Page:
Gender seems to have emerged as an important variable in assessing program impact for STEP even though the educational program is gender neutral. Gender is a very culture-specific construct, as there are very distinct differences in what men and women can do in each culture and this is very evident in the traditional society of India. Both gender and sexuality are very important factors in sexual transmission of HIV as they not only affected transmission but the gender/power imbalance in the society also affects the treatment of HIV at medical, social, and psychological levels. The STEP was conducted in all coed schools; however some schools originally requested the program for boys only from each class. We had to have more trainers for some of these schools as we insisted on providing the same program for girls in the coed school but separate from the boys. The need for introducing gender roles as a topic to explore with youth in the future programs is undeniable. We need to further explore the differences in using a single sex or coed method of teaching the program in coed schools.

Overall, the program is a good example of technology transfer and collaboration at the international, national and local levels as various community organizations that STEP worked with, helped each other and trained each other during the program process about various administrative and research needs. This well ‘blended’ and ‘adapted’ program was a result of existing and successful international and national work in HIV/AIDS education both in the US and in India. Given the current policies and focus from the Government of India to reach youth, the strategic choice of states to conduct these programs was crucial and useful in acceptability and implementation. The lesson learned is that localized intervention strategies aimed at community mobilization are effective and sustainable when they are provided within the context of existing or emergent public health system and are linked to other programs in the community.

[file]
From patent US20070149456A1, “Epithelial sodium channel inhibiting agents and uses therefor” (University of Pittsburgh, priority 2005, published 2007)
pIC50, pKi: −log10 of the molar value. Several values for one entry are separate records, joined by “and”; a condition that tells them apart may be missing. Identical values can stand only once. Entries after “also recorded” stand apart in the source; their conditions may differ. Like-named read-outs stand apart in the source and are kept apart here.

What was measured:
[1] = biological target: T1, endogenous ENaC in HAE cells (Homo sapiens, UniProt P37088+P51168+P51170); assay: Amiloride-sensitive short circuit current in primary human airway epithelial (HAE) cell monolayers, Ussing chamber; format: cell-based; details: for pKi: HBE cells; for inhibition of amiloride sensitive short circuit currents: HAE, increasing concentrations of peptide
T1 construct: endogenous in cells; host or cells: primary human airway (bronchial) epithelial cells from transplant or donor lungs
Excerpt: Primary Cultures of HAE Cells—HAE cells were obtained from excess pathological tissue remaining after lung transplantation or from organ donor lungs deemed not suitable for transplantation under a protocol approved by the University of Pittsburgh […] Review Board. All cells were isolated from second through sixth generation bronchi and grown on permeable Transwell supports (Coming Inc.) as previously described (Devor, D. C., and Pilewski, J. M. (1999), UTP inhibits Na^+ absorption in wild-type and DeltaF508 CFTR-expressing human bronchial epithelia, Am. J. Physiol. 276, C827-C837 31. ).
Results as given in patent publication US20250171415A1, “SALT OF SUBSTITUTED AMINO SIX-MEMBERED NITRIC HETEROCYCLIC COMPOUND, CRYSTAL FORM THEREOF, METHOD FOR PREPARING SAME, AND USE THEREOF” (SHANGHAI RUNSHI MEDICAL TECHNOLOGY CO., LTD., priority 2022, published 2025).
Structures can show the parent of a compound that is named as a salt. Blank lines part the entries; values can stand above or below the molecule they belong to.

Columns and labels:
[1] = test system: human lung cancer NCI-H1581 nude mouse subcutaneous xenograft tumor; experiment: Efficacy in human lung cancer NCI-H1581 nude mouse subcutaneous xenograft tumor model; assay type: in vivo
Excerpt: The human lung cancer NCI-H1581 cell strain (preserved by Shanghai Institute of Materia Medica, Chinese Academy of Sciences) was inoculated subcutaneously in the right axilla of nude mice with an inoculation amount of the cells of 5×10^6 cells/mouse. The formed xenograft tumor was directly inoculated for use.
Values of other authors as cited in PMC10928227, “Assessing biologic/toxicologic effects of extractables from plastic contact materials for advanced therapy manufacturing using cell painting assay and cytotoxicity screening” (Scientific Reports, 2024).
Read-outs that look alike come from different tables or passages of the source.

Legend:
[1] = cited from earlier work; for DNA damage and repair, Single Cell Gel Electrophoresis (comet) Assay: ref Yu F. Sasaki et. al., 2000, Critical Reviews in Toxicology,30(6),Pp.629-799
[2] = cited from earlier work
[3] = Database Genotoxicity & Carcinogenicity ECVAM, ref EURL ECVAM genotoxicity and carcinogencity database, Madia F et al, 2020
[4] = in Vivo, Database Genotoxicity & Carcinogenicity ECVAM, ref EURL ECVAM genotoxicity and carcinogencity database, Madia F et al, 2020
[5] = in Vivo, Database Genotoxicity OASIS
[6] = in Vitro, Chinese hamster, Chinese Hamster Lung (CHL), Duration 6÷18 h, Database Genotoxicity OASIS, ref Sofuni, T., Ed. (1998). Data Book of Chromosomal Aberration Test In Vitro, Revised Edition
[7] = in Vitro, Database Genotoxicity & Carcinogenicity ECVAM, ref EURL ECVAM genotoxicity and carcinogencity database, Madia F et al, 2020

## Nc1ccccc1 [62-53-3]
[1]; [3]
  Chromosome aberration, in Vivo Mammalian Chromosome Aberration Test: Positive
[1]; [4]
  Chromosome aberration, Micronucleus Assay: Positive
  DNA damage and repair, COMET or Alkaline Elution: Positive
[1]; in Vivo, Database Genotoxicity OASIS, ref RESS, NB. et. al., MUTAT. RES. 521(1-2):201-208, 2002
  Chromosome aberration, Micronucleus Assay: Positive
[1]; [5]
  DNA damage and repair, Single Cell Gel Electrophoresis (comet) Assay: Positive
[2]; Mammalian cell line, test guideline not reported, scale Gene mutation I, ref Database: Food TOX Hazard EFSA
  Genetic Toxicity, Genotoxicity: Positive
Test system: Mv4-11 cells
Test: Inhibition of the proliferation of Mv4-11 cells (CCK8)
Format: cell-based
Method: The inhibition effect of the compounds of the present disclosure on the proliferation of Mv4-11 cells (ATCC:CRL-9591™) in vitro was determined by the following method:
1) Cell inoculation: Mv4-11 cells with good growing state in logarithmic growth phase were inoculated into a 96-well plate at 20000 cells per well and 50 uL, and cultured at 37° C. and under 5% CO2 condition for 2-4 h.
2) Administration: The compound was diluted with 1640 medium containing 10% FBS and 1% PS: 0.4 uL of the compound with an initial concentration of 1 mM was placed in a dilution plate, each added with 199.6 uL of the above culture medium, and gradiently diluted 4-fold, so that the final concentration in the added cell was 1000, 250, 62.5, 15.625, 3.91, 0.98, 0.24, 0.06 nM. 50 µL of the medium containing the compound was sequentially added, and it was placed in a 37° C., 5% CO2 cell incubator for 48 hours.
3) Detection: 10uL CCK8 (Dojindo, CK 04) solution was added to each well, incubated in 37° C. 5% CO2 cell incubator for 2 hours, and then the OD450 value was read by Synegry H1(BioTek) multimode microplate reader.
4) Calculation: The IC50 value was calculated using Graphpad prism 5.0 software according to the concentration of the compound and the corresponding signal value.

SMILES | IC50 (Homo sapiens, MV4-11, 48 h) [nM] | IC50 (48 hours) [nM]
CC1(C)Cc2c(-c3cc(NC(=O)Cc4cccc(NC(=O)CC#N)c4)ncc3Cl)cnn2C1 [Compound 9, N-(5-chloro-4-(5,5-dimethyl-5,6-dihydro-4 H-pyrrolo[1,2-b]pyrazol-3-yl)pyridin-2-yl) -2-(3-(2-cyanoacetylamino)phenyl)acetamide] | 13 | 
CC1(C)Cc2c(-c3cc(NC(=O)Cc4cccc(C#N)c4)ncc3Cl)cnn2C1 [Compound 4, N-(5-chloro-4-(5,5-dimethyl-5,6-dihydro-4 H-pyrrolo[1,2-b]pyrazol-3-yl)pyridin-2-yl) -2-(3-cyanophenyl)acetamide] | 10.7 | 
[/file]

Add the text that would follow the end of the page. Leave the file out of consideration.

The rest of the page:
Acknowledgments

The current paper is part of a larger study called “A School-based Teenage Education Program (STEP II) for Alcohol Abuse and HIV Prevention” which was funded by National Institute on Alcohol Abuse and Alcoholism (R21AA014826; PI: Chhabra).

Contributor Information

Rosy Chhabra, Department of Pediatrics, Albert Einstein College of Medicine, Yeshiva University, 1300 Morris Park Ave, VE Building #5, Room 6B32, Bronx, NY 10461, USA.

Carolyn Springer, Derner Institute of Advanced Psychological Studies, Adelphi University, Garden City, NY 11530, USA.

Cheng-Shiun Leu, HIV Center for Clinical and Behavioral Studies, New York State Psychiatric Institute, Columbia University, 1051 Riverside Drive, Unit 15, New York, NY 10032, USA.

Shivnath Ghosh, Department of Psychology, Himachal Pradesh University, Shimla 171005, HP, India.

Sunil Kumar Sharma, Department of Psychology, Himachal Pradesh University, Shimla 171005, HP, India.

Bruce Rapkin, Department of Epidemiology and Population Health, Albert Einstein College of Medicine, Yeshiva University, Bronx, NY 10461, USA.